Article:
I instinctively want to reach out and touch it (I refrained) because the surface texture is so tantalizing. I find pastels to be very aesthetically pleasing, especially in creamy, thick coats of opaque paint. The smooth surface and rounded corners of the layered forms feel cushioned, which appeals to the viewer’s tangible senses. Cool colors like lavender and dusty rose are not colors we typically associate with nature, as we do kelly green and ocean blue. These colors lend De Profundis a manufactured sensibility that is amplified by Lo Castro’s use of line. Converging lines and geometric shapes feel decidedly mechanical.
And so, I was surprised to learn that Lo Castro crafts his enticing paintings from wood and layers of pigment and resin. I expect a work made from wood to feel less permanent, as wood itself is inextricably tied to the transient nature of the earth. De Profundis shows now signs of vulnerability beneath its creamy finish. The dichotomy of organic material and inorganic appearance render De Profundis a hybrid between the two states.
Having learned of Lo Castro’s astute choice of material (and wry sense of humor), I took another look at De Profundis. Its shape came to resemble an anatomical drawing of a beetle. I began to see elements of the biological world where I hadn’t before. My experience with De Profundis was one of constantly questioning my perception of what is manmade and what is natural. Where do we draw the line? Lo Castro’s adeptness at challenging this line situates his work nicely within the overarching aesthetic of the Juxtapoz Clubhouse.
Check out more of Francesco Lo Castro’s work on his website.
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Next up: Superchief Gallery. An aesthetic in and of itself, Superchief fits within the overarching feel of Juxtapoz Clubhouse like a Russian nesting doll.
I found my way to Juxtapoz through the magazine, and fell in love with its trippy graphics and constantly socially relevant content. At the Clubhouse I discovered Superchief, and it was like I’d fallen deeper down the rabbit hole of urban contemporary art. This niche focused on the disarmament of gender roles and sexual norms. Here’s a little sampling of what it’s like to walk into Superchief’s booth. My personal favorite from this selection? Parker Day‘s Flesh Ft. Moe Guinevere, a pink leather fetish extravaganza.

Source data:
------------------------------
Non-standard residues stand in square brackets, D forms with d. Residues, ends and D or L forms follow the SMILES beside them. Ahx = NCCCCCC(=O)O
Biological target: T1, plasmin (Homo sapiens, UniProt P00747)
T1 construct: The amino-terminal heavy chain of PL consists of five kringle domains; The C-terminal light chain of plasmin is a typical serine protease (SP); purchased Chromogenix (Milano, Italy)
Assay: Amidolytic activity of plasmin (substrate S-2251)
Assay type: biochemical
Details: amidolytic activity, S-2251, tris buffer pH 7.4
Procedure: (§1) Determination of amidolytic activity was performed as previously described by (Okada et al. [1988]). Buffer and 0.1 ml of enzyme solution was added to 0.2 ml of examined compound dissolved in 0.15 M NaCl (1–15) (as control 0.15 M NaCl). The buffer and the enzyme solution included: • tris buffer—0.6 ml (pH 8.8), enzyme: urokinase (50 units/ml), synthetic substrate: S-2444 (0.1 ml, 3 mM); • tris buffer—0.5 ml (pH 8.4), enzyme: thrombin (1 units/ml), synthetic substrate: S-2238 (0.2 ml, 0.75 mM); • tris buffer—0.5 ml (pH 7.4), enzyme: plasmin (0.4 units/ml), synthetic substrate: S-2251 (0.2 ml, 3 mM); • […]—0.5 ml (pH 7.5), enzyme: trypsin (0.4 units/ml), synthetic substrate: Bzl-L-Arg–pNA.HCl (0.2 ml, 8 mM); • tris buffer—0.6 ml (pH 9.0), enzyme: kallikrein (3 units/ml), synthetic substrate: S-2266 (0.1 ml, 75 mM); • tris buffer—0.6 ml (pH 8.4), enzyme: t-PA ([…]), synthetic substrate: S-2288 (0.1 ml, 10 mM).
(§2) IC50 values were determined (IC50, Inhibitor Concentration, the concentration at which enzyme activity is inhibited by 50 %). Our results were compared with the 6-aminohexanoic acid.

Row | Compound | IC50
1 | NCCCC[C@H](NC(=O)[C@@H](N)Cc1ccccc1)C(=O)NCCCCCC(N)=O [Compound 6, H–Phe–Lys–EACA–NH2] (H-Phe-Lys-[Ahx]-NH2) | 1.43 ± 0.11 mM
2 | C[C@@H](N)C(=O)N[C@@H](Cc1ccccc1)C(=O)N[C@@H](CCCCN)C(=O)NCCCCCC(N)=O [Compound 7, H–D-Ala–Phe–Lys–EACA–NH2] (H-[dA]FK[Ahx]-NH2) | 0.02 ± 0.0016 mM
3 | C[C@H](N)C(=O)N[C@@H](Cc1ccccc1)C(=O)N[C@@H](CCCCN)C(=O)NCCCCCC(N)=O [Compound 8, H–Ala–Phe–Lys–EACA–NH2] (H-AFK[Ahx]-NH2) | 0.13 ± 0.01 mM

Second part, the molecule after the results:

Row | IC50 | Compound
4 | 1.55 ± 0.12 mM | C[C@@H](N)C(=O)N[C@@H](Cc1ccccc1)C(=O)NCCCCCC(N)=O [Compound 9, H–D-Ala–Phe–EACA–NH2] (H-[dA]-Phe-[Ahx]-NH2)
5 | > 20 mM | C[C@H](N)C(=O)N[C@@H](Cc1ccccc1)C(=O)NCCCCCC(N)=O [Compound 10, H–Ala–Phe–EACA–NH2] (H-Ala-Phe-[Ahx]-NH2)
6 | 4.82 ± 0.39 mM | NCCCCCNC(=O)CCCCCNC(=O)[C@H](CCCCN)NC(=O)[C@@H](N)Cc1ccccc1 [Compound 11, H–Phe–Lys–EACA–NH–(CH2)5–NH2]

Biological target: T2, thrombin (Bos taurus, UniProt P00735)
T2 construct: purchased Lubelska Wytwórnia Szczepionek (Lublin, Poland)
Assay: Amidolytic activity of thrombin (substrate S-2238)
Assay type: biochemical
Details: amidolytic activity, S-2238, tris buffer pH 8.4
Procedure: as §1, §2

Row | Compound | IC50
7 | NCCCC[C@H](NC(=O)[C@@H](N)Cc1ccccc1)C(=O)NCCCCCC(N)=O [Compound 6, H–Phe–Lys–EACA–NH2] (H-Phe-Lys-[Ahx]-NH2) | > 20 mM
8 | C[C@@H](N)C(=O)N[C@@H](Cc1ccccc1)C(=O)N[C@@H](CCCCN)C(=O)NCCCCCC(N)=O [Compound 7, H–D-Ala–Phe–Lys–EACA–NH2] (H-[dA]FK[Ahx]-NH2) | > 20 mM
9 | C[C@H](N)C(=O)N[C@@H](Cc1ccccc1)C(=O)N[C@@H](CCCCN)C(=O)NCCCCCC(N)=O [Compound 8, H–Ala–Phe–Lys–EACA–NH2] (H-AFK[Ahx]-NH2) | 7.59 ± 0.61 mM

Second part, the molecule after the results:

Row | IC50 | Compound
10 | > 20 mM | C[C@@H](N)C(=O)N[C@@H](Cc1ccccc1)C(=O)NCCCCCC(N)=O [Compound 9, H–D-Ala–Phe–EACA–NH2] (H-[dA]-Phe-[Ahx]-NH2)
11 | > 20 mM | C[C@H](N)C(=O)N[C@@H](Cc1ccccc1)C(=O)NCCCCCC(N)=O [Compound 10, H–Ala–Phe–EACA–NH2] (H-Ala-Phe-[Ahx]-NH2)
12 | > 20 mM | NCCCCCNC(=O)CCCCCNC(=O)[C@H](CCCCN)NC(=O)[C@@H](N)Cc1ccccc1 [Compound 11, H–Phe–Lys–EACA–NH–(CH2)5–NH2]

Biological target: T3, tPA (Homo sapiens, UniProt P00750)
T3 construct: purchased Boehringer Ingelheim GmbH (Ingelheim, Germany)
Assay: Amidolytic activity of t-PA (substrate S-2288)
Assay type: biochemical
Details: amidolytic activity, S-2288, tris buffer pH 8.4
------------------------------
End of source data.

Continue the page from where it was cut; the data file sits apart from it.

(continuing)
Unfortunately, I can only write so much in one article, despite my desire to write a literal TEXTBOOK about Superchief Gallery.
Today I’m going to focus on Don Pablo Pedro’s Look At My Butt, for one wonderful reason. My mother, who for all intents and purposes does not like anything she deems “creepy” or “odd,” loves this painting. This single fact is more important than my love for Pedro’s masterful work, seeing as I already have a penchant for all things creepy and odd. When a work of art has the capacity to redefine what society considers beautiful, it has surpassed its existence as a passive art object. It becomes an active participant in the recalibration of social norms.
Pedro achieves this by using traditionally beautiful images and painterly techniques in a portrait while making certain visual choices that would be considered “ugly” by society’s standards. In Look At My Butt, Pedro depicts a nude figure whose physical traits are distorted just enough to make the viewer uneasy. Frequently, these characteristics pertain to gender. We are provided a figure with long hair, a traditionally feminine trait, though their is no clear indication that they are meant to be a woman. A pointy nipple protrudes from the figure’s chest, but is partially hidden by their other forearm. A vase of flowers perches in the figure’s left hand, representing yet another symbol of femininity. And then we are also provided traditionally masculine visual clues, such as the bulging muscles in the figure’s back. It seems that these images are meant to trigger associative relationships about gender in our conditioned brains. “Do you think that I am a woman?” The figure might ask, without providing us an answer. And then, “Why are you thinking about who I am at all?” After all, why is it any of our business?
Other collisions between the aesthetic and unaesthetic occur outside the realm of gender. The figure’s shoulders, forearms, thighs, and backside are disproportionately large in comparison to their hands and feet. The figure’s pose sits uneasily between seductive and predatory. Is this a “come hither” kneel or the crouch before a feral pounce? The facial expression provides us no elucidation to this question. I get shivers staring into the figure’s beady eyes- but I am placated by the painting’s soothing color palette and thick, creamy paint.